The managerial methodology of Design Thinking has been developed at Stanford and then rapidly spread to the USA, Canada and most of Europe. Design Thinking dramatically increases the capacity of organizations (profit, non-profit companies, public administrations, etc.) to make effective and profitable decisions, creating benefits for all their internal and external stakeholders. It teaches corporate teams to develop creative thinking, based on the model developed by designers, and to use an approach to problem solving inspired by scientific methods used in research. One of the main advantages of Design Thinking is its capacity to provide the entrepreneur/manager with a fundamental resource for making crucial decisions, related to a company’s strategy and organization, drastically reducing the risks associated with them.
The chief goal of Design Thinking is to identify an innovative solution to a problem, which meets three fundamental criteria: satisfaction (of the market or of the actors), feasibility and profitability or economic sustainability.
The result is achieved through a structured 5-step method:
Step 1 Empathize—Research Your Users’ Needs
The first step of the design thinking process allows you to gain an empathetic understanding of the problem you are trying to solve, usually through user research and by setting aside one’s own assumptions.
Step 2: Define—State Your Users’ Needs and Problems
During this stage, you accumulate the information you created and gathered during the Empathize stage. You analyze your observations and synthesize them to define the key problems.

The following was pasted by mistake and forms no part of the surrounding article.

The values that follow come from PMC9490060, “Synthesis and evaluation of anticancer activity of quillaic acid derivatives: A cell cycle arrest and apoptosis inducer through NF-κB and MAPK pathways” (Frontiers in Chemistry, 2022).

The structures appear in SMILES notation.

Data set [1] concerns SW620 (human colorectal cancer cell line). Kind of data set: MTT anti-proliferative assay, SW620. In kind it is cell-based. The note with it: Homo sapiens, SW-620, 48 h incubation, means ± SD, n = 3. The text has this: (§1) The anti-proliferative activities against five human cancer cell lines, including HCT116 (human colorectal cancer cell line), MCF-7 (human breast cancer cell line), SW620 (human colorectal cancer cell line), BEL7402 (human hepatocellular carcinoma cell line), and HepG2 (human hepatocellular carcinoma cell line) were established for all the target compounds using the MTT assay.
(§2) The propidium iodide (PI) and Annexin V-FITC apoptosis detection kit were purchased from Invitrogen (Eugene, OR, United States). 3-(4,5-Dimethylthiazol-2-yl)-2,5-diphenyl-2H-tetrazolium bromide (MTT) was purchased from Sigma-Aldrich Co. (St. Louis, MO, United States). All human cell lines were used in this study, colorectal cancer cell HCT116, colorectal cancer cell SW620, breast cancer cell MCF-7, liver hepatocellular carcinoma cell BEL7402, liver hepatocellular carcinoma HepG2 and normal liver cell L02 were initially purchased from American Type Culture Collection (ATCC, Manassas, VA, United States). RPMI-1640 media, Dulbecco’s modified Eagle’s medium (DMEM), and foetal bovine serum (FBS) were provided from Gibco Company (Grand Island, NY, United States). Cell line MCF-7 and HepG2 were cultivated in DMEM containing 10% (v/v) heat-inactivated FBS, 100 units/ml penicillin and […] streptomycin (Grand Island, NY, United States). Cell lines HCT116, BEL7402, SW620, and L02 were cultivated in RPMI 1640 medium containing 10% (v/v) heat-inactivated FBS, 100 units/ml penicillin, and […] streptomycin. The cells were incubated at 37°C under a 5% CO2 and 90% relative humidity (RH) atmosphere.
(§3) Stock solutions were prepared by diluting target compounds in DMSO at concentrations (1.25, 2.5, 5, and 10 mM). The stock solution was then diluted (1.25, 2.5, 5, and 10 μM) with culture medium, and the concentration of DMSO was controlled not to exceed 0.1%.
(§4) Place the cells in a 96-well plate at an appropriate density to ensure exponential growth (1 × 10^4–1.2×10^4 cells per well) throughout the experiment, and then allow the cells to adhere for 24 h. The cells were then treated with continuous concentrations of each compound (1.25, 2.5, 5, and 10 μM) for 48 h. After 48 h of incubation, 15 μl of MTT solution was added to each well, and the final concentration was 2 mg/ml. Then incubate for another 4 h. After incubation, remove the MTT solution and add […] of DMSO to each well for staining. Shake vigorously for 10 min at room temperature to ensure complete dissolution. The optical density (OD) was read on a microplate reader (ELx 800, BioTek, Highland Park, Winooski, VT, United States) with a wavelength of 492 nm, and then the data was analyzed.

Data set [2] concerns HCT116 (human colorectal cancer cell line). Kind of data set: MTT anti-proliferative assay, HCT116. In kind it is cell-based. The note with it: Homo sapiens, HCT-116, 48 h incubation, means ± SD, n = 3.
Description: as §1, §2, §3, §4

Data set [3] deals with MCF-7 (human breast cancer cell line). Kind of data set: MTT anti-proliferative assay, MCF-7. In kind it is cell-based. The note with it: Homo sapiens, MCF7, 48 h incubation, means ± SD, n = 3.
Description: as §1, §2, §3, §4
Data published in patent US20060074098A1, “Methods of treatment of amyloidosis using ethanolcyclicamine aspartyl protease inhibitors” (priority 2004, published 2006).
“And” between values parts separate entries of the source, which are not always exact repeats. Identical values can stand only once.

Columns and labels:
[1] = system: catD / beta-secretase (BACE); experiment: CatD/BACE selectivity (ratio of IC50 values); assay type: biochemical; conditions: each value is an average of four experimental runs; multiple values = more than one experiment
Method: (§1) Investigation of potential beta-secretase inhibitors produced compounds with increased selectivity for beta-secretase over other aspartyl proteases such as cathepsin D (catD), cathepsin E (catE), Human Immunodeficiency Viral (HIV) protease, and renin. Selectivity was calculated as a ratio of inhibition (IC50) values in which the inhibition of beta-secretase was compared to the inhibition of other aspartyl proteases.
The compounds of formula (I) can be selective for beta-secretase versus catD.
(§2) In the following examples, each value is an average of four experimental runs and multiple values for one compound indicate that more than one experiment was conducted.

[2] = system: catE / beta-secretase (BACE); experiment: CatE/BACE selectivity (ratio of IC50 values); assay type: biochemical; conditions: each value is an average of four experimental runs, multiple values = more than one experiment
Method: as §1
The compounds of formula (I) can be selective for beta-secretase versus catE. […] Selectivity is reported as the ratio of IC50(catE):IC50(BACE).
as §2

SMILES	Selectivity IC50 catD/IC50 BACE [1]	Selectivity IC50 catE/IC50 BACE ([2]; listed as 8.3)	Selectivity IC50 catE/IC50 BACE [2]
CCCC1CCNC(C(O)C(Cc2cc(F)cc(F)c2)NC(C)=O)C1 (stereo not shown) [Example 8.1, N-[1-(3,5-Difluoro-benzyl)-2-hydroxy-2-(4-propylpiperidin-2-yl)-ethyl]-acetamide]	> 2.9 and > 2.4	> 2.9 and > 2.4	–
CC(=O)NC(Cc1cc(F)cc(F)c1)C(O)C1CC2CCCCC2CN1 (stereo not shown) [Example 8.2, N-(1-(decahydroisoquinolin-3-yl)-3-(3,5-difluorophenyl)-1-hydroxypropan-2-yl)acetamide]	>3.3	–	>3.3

Step 3: Ideate—Challenge Assumptions and Create Ideas
The knowledge collected through the first two phases allows you to start “thinking outside the box”, look for alternative ways to view the problem and identify innovative solutions to the problem you are addressing.
Step 4: Prototype—Start to Create Solutions
This is an experimental phase aimed at identifying the best possible solution for the problems identified during the first three stages. Design teams produce a number of inexpensive, scaled-down versions of the product to explore the generated problem solutions.
Step 5: Test—Try Your Solutions Out
Designers or evaluators test the complete product using the best solutions identified in the Prototype phase. Although this is the final phase of the model but, the results generated are often used to identify potential flaws. Therefore, designers can return to previous stages in the process to make additional alterations and refinements.
Design Thinking is applicable to all types of problems concerning strategy, organization, development of new products or services and produces the best results when you are faced with complex problems and / or the lack of information regarding the future. The main areas of application of Design Thinking are:
-the definition of the medium / long-term corporate strategy
-the conception of new products and services (even radical innovations) or processes
-business organization and re-organization projects
-acquisition projects, spin-offs
-launching of startups
-human resources cycle.